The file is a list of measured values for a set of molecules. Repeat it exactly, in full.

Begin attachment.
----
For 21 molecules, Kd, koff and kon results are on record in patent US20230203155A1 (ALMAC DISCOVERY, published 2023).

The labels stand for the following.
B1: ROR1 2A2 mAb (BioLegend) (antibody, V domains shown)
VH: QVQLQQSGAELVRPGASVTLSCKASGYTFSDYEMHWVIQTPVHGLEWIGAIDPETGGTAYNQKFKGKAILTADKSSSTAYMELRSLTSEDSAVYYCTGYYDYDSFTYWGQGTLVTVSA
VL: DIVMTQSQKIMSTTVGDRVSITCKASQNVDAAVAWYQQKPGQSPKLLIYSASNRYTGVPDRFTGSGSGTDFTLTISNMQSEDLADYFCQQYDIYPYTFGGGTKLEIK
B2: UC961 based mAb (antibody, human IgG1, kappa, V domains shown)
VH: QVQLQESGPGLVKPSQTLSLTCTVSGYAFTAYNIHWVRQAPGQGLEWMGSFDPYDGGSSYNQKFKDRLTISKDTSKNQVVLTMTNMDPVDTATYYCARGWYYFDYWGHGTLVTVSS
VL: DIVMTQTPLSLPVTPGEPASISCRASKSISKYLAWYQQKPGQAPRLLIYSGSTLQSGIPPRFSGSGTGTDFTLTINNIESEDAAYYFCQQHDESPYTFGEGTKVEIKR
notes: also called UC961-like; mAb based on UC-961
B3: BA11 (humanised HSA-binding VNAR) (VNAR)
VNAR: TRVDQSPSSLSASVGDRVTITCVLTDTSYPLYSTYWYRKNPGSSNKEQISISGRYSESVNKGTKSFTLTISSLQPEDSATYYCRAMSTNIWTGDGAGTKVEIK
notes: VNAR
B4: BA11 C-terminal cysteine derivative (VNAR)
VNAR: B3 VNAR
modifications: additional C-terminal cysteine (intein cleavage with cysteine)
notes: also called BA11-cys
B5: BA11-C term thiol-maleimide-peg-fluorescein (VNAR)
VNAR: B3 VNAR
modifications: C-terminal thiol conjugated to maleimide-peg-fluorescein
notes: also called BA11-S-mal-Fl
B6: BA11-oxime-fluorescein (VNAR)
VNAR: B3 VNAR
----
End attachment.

For 21 molecules, Kd, koff and kon results are on record in patent US20230203155A1 (ALMAC DISCOVERY, published 2023).

The labels stand for the following.
B1: ROR1 2A2 mAb (BioLegend) (antibody, V domains shown)
VH: QVQLQQSGAELVRPGASVTLSCKASGYTFSDYEMHWVIQTPVHGLEWIGAIDPETGGTAYNQKFKGKAILTADKSSSTAYMELRSLTSEDSAVYYCTGYYDYDSFTYWGQGTLVTVSA
VL: DIVMTQSQKIMSTTVGDRVSITCKASQNVDAAVAWYQQKPGQSPKLLIYSASNRYTGVPDRFTGSGSGTDFTLTISNMQSEDLADYFCQQYDIYPYTFGGGTKLEIK
B2: UC961 based mAb (antibody, human IgG1, kappa, V domains shown)
VH: QVQLQESGPGLVKPSQTLSLTCTVSGYAFTAYNIHWVRQAPGQGLEWMGSFDPYDGGSSYNQKFKDRLTISKDTSKNQVVLTMTNMDPVDTATYYCARGWYYFDYWGHGTLVTVSS
VL: DIVMTQTPLSLPVTPGEPASISCRASKSISKYLAWYQQKPGQAPRLLIYSGSTLQSGIPPRFSGSGTGTDFTLTINNIESEDAAYYFCQQHDESPYTFGEGTKVEIKR
notes: also called UC961-like; mAb based on UC-961
B3: BA11 (humanised HSA-binding VNAR) (VNAR)
VNAR: TRVDQSPSSLSASVGDRVTITCVLTDTSYPLYSTYWYRKNPGSSNKEQISISGRYSESVNKGTKSFTLTISSLQPEDSATYYCRAMSTNIWTGDGAGTKVEIK
notes: VNAR
B4: BA11 C-terminal cysteine derivative (VNAR)
VNAR: B3 VNAR
modifications: additional C-terminal cysteine (intein cleavage with cysteine)
notes: also called BA11-cys
B5: BA11-C term thiol-maleimide-peg-fluorescein (VNAR)
VNAR: B3 VNAR
modifications: C-terminal thiol conjugated to maleimide-peg-fluorescein
notes: also called BA11-S-mal-Fl
B6: BA11-oxime-fluorescein (VNAR)
VNAR: B3 VNAR